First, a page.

While filing your quarterly P.A.Y.E returns, you need to accompany the documentation with two categories of tax monies, namely:   

  • The cash that you have deducted from workers’ pay
  • Your share of social security taxes
  • Government income taxes that you have withheld
  • Unemployment tax that you pay to the government

Reconciling Bank Statement with Book Balance

At least every month, your accountant mathematically compares the balance appearing in your check book with the balance on your bank statement. Errors that cause balance discrepancies are corrected.    

Tax Accountant

A tax accountant will advise you on organising your business and help you to prepare income and payroll tax returns.

Hiring your Bookkeeper

You could consult tax accountants or CPAs about suitable bookkeeping candidates. Your bookkeeper will help you with tasks such as:

  • Paying bills    
  • Processing receipts
  • Summarizing business’ bookkeeping activity so as to help your CPA or tax accountant to prepare tax returns   

Selecting an Appropriate Accounting Software

Your accountant could help you settle on suitable accounting software. Other methods you could employ to identify accounting software include:

  • Reviewing trade magazine adverts
  • Visiting booths at trade fairs for ideas
  • Consulting trusted peers for referrals 

Setting Up a Payroll Accounting and Reporting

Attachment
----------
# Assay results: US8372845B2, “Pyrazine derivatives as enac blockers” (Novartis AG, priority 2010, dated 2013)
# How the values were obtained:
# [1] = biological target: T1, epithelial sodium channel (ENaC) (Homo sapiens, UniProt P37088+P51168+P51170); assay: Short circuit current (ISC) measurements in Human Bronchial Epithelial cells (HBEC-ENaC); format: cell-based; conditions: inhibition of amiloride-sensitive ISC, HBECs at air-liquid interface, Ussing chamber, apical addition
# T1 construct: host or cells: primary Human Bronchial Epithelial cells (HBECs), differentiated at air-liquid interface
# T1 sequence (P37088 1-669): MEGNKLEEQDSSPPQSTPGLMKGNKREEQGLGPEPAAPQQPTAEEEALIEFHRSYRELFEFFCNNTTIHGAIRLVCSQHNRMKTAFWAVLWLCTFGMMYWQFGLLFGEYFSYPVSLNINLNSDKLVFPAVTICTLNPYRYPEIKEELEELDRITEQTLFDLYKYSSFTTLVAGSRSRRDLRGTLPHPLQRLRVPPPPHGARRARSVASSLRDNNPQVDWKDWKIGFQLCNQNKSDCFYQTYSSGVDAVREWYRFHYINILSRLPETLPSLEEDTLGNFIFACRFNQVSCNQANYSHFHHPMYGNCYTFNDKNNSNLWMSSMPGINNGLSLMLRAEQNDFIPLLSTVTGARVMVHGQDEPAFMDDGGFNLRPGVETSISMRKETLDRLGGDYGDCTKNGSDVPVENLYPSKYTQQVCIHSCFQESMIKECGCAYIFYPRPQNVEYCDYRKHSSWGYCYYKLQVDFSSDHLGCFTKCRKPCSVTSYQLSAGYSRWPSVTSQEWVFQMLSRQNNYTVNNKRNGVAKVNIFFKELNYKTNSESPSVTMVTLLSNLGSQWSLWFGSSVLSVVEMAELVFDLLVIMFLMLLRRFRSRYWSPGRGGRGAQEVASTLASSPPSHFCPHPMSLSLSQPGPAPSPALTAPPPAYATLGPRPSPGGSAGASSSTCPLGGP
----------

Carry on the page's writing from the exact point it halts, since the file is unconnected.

If your business will employ staff, search for suitable payroll accounting and reporting firms. You could consult your accountant about this. Alternatively, you could outsource this task at a reasonable expense.  

Choosing Your Preferred Accounting System

Before launching your business, you could choose from between two accounting methods, namely:

  • Accrual method
  • Cash method  
Accrual Accounting Method

With accrual approach, you align expenses with income irrespective of whether you have or have not received the money. An expense you incur today appears in your costs section immediately whether or not you have paid out the money. Similarly, sales whether cash or credit, appear in your income section on the day you made the sale. Upon receiving the money, you convert your accounts receivable into cash.    

Setting Up a Record Keeping System

Before launching your business, establish a record keeping system.  The system comprises major business accounts. Your accountant could assist with preparing and setting up your business’ accounts.  These tasks encompass setting up your business’ savings or checking accounts.  

Creating a Worker Benefits Policy 

You need to decide on various accounting-related matters associated with employee benefits. Some Common issues include:

  • Official work hours
  • Recognised holidays
  • Vacation policy  
  • Medical policy
  • Sick leave policy
Useful Information Sources